- Ever Grateful for Inspiring Non-fiction Picture Books
- 4 Wonderful Books That Show Age Doesn’t Matter
- Teach Your Child to Read in 100 Easy Lessons: Mommy Review
- Sunday Scribblings #51: Cybils Awards Roundup Two and More
As Promised – More Literally Visual Treats
On My Blog and Home-front
My teens are on their final week of school before the holidays, and working on studying and preparing for midterms – a mix of tests, projects, and presentations. As for me, more reading and reading for the Cybils continues! Of course, need to work on preparing for the holidays as well… and my son will be an adult by this time next week!!! Oh how time flies….
This Week’s Celebrations
For this week, here are a few I wanted to mention…
- International Migrants Day is on 18 December; the 10th was Human Rights Day, and in fact, December is celebrated as Universal Human Rights Month – should be everyday, isn’t it?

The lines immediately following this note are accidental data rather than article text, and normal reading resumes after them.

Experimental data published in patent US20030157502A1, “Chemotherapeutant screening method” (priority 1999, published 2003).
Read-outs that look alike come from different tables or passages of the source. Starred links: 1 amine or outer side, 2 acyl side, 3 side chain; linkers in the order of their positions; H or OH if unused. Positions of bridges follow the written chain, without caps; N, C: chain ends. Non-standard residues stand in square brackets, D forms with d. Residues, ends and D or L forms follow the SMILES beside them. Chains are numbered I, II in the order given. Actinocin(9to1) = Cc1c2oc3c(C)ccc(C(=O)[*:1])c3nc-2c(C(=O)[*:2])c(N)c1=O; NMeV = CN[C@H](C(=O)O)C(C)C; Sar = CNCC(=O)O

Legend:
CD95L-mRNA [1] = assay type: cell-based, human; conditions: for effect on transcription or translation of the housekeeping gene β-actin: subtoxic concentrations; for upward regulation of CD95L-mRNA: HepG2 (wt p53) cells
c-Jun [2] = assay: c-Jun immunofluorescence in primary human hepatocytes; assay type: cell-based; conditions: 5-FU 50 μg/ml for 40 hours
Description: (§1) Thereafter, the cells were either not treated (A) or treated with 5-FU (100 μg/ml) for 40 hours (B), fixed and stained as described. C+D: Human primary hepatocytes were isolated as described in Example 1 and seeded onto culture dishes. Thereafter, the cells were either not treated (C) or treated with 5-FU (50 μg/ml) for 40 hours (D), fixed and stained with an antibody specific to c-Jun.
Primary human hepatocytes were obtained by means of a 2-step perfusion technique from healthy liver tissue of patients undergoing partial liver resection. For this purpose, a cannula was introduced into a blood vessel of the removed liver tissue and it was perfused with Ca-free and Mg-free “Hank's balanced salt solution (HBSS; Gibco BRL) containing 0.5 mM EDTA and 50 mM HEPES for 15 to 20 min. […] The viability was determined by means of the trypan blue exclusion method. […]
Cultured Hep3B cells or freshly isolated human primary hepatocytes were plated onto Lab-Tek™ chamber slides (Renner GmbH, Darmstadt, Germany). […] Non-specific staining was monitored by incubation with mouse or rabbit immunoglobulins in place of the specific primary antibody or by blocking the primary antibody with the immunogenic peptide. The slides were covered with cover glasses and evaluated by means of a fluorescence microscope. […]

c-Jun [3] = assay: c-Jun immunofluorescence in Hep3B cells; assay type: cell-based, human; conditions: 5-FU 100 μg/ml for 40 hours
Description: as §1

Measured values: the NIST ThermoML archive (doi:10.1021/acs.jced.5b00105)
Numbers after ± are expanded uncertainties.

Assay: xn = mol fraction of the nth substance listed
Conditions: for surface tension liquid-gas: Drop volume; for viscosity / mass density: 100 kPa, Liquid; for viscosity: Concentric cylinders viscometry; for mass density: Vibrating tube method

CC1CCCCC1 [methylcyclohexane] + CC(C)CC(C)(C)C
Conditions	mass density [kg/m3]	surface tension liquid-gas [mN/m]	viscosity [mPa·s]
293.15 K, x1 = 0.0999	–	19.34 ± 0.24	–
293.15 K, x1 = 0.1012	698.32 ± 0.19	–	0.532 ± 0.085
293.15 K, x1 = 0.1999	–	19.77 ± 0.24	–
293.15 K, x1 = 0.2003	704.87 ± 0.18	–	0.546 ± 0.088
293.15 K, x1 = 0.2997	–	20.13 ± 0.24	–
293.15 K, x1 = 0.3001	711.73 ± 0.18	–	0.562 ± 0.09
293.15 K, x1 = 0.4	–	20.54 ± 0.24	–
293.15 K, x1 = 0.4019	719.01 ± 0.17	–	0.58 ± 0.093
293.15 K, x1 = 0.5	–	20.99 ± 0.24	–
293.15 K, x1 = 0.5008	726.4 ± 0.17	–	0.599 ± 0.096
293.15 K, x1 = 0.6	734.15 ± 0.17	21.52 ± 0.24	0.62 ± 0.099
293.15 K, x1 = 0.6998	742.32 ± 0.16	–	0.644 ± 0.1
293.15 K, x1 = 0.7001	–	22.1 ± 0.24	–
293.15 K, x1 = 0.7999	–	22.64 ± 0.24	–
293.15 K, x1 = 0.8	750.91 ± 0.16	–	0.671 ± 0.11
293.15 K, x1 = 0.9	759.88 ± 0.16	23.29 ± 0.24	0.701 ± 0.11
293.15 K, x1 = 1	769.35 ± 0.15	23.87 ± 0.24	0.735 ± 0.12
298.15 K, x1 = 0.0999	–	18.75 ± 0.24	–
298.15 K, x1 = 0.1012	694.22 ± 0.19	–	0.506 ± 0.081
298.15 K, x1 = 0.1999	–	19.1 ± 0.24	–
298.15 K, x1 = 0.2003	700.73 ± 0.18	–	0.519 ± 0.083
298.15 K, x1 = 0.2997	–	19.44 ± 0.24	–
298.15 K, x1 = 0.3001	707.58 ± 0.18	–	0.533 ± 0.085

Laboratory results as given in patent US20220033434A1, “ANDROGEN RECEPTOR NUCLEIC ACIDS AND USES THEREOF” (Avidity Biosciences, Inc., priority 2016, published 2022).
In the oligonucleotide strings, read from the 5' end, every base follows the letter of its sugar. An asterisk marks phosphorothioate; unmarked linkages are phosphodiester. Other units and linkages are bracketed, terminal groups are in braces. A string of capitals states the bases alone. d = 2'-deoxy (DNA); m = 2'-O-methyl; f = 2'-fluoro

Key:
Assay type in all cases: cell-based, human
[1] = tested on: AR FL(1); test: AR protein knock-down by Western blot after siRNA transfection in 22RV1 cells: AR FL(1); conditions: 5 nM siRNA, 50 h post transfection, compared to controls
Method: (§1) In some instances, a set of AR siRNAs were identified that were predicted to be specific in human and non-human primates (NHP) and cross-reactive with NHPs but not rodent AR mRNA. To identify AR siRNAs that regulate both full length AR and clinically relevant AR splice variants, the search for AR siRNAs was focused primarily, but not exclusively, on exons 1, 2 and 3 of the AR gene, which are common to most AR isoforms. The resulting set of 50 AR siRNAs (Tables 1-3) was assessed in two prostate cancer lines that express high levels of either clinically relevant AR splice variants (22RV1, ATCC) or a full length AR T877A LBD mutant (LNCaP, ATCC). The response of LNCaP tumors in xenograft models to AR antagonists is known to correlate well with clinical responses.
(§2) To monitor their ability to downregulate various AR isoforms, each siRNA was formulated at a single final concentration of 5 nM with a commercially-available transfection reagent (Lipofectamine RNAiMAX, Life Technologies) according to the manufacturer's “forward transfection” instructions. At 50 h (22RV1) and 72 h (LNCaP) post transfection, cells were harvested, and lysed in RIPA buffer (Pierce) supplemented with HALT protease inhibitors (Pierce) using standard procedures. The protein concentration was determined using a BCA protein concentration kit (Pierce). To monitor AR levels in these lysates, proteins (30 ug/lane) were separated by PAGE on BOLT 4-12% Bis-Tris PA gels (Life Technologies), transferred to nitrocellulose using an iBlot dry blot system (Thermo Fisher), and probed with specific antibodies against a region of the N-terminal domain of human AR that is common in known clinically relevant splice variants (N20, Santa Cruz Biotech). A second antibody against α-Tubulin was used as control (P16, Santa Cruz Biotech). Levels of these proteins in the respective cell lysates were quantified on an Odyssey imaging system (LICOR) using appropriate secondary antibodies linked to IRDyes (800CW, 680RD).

- I love my sweet treats, and this week has a few in store starting with National Cupcake Day on the 15th, followed by National Chocolate Covered Anything Day on the 16th of December, and ending with National Hard Candy Day as well as National Oatmeal Muffin Day on the 19th!
- Then there are other ones I want to make a note of, including Monkey Day on the 14th; the Bill of Rights Day on the 15th; and Wright Brothers Day on the 17th.
- And of course, a birthday to celebrate at home….on the 19th!
Cybils Awards Roundup Three